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What to Do in a Jittery Market

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After months of moving nearly straight up, stocks have finally seen the rally take a pause. But if you take this opportunity to make huge changes in your investment strategy, then you could cost yourself a huge amount of profit in the future.

Better the top than the bottom
Admittedly, thinking about selling stocks right now makes a lot more sense than selling them back at their lows early last year. Back then, getting out of the market was more a panicked, knee-jerk response to the financial crisis than a measured decision to reduce risk. Selling a year ago essentially locked in big losses and ensured that you'd never make that money back.

Now, though, things are a lot different. With many stocks having doubled or more from their lows, no one can accuse of you of selling low. And having fought so hard to maintain your resolve while your portfolio clawed its way back from the big losses you suffered, you certainly don't want to be overly greedy when perhaps you ought to be fearful.

That's a valid concern. But it doesn't mean you should act on it -- at least not in an extreme way.

Pullbacks happen
Market moves like we've seen over the past couple of years may give you the false impression that stocks always move in a straight line, up or down. Unfortunately, nothing could be further from the truth. And if you sell out of a rally at the first sign of trouble, then you might leave a lot of money on the table.

For instance, go back to last June. In the space of just three months, the S&P 500 had risen by nearly 40%. Many stocks, including Ford Motor (NYSE: F  ) , Las Vegas Sands (NYSE: LVS  ) , and Bank of America (NYSE: BAC  ) , had seen much stronger gains as each started to overcome major threats to the viability of its business.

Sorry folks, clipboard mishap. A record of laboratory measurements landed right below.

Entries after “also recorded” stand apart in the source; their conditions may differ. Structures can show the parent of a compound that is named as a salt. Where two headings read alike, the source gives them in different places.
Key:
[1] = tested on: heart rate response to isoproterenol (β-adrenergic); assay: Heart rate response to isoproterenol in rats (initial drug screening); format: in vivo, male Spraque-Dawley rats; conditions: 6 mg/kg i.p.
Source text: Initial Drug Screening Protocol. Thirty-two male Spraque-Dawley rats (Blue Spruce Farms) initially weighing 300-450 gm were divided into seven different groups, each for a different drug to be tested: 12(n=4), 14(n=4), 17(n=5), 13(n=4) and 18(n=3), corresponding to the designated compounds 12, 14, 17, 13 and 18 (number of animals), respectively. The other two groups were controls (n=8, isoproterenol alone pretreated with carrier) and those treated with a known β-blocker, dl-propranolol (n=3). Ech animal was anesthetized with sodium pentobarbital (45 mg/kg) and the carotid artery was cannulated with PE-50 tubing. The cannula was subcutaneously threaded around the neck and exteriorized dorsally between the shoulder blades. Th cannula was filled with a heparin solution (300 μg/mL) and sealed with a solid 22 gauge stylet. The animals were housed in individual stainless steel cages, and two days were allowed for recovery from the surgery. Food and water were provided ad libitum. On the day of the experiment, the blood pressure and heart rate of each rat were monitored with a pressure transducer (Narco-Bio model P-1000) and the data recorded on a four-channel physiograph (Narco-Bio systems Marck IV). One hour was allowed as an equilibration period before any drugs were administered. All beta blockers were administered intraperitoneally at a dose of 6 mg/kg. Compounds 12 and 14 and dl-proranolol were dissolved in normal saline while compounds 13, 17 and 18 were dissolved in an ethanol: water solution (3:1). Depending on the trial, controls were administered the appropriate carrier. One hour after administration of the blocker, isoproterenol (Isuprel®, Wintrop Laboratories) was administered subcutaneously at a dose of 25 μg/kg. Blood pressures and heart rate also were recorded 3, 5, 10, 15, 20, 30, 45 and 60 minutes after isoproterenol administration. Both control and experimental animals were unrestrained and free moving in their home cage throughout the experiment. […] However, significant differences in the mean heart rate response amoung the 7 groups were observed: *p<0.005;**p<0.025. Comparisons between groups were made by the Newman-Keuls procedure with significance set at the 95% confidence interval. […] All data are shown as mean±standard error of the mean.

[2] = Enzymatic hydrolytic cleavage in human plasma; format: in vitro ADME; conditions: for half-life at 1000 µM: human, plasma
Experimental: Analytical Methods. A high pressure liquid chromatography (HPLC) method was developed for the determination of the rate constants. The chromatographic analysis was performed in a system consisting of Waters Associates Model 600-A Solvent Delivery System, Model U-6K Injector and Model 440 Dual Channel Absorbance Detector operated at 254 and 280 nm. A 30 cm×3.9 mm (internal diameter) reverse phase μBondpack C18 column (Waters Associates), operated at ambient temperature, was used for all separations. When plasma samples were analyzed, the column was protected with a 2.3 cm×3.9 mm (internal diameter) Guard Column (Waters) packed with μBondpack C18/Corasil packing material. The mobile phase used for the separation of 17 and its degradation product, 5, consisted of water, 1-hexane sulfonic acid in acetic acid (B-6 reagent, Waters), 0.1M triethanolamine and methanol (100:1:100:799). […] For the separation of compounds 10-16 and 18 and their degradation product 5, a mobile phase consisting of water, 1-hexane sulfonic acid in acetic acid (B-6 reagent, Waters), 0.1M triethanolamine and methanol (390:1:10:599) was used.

Then, a downturn started that took the market back down about 7%. Some saw that move as a sign that the good times were over and that bears were reasserting their dominance over stocks. Those who sold their stocks probably believed that they had been fortunate to have held through the financial crisis and reduce their losses -- at least until they saw the further gains they sacrificed:

Stock

Return, March 9, 2009,
to June 12, 2009

Return, June 12, 2009,
to July 8, 2009

Return Since July 8, 2009

Ford Motor

251.1%

(12.4%)

111.0%

Microsoft (Nasdaq: MSFT  )

55.0%

(3.3%)

29.4%

Las Vegas Sands

540.8%

(26.9%)

144.2%

Bank of America

266.3%

(13.6%)

34.2%

Cisco Systems (Nasdaq: CSCO  )

46.2%

(8.9%)

34.4%

General Electric (NYSE: GE  )

82.2%

(20.0%)

52.8%

Google (Nasdaq: GOOG  )

46.0%

(5.3%)

34.4%

Source: Yahoo! Finance. As of Feb. 19.

As you can see, if you let the market's headfake persuade you to sell, you locked in some pretty nice gains from the March lows. But you also missed out on the even bigger gains that followed -- giving up your chance at the kind of returns that most investors rarely see.

All in moderation
Recent experience stresses the benefits of taking a more measured approach to your investing. After your stocks have had strong gains, then it might well make sense to rebalance your portfolio and sell a portion of your holdings, keeping the risk level of your investments in line with your overall investing strategy.

But as long as nothing has changed fundamentally about the companies you invest in, then dumping all your stocks just doesn't make sense. Just because they're no longer trading at bargain-basement prices doesn't mean that they're not still a good investment.